From October 18 to 21, Philippine president Rodrigo Duterte is making his first state visit to China as part of his push for an “independent” Philippine foreign policy. Although analysts have seen the trip and numerous anti-Western remarks as signs of Duterte rejecting the United States and pivoting fully toward China, the ongoing warmth of the security relationship with Japan—China’s greatest rival in East Asia—hints at a greater balancing act within Duterte’s foreign policy vision.

Less than a week before leaving for Beijing, Duterte gave an address praising Japan for its continued assistance to the Philippines, including 10 patrol ships donated to the Philippine Coast Guard. Speaking during the 115th anniversary of the Philippine Coast Guard, Duterte praised Japan as one of the biggest contributors of official development assistance to the Filipino people, and cited the aid the Japan International Cooperation Agency (JICA) provided to Davao during his time as mayor.

It is interesting that, despite Duterte’s efforts to engage China on business and to manage the tension in the South China Sea, he also sees the need to secure more ships from Japan to patrol the Philippines’ maritime territory. In front of Japanese ambassador Kazuhide Ishikawa, Duterte announced “We need ships…it is not enough, but at least we have ships to begin with. The old ones, plus the new one that has been delivered to us, would greatly help us in this endeavor.”

Duterte’s trip to China focuses on forging a new economic partnership between the two countries at a time when diplomatic tension between the Philippines and its formal treaty ally, the United States, is increasing. His working visit to Tokyo, however, scheduled for October 25 to 27, is expected to clarify how Japan will help the Philippines develop its maritime security capabilities in light of the South China Sea dispute. Despite the efforts to move closer to China, Manila finds it prudent to keep its security partnership with Japan intact and functional.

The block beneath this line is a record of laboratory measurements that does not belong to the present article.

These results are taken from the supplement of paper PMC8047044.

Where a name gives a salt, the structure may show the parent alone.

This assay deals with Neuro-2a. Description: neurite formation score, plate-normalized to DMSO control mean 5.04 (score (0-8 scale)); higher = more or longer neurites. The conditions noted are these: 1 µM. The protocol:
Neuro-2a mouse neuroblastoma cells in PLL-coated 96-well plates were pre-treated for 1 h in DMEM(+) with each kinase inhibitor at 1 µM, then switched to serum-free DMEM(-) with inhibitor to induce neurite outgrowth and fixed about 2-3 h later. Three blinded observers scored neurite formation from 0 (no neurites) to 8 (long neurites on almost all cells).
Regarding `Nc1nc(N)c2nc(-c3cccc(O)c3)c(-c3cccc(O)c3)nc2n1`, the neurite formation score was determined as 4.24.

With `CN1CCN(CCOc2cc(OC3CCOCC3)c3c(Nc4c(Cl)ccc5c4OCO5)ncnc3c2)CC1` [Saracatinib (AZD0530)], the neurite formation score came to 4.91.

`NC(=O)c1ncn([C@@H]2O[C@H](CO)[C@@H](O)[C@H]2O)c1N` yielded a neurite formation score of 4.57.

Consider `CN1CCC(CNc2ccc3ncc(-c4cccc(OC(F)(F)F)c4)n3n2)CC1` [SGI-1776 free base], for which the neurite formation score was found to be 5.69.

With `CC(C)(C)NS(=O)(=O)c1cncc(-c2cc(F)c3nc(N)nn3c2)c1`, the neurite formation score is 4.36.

Duterte is pursuing a relatively balanced policy that gravitates closer to China while creating some diplomatic distance from the Philippines’ only strategic security ally, the United States. Regarding the former, he declared that he is open to direct bilateral negotiations with China. Duterte’s foreign secretary, Perfecto Yasay, declared “that the relationship between the two countries (China and the Philippines) is not limited to the maritime dispute. There are other areas of concern in such fields as investment, trade, and tourism and discussing them could open the doors for talks on the maritime issues.”

On the latter, Duterte has called for the withdrawal of U.S. Special Forces who are operating in Mindanao to support the Philippine military’s counterterrorism operations. He also ordered the Philippine Navy to cancel joint patrols with the U.S. Navy in the South China Sea, on the grounds that these activities could be construed by China as a provocative act and make it more difficult to peacefully resolve the territorial dispute.

The embrace of Beijing and the alienation of Washington has unsettled both the United States and Japan. Puzzled by the changes in Philippine foreign policy, the Japanese government has pushed ahead in its nuanced approach to dealing with the Philippines. A senior Japanese official said that, while Tokyo and Washington share the same goal in the Philippines, Japan takes a different approach in its relations with the Philippines because there are some things that Manila can only accept when Japan provides them. Amid Duterte’s anti-American pronouncements, Japan continues its comprehensive engagement with the Philippines.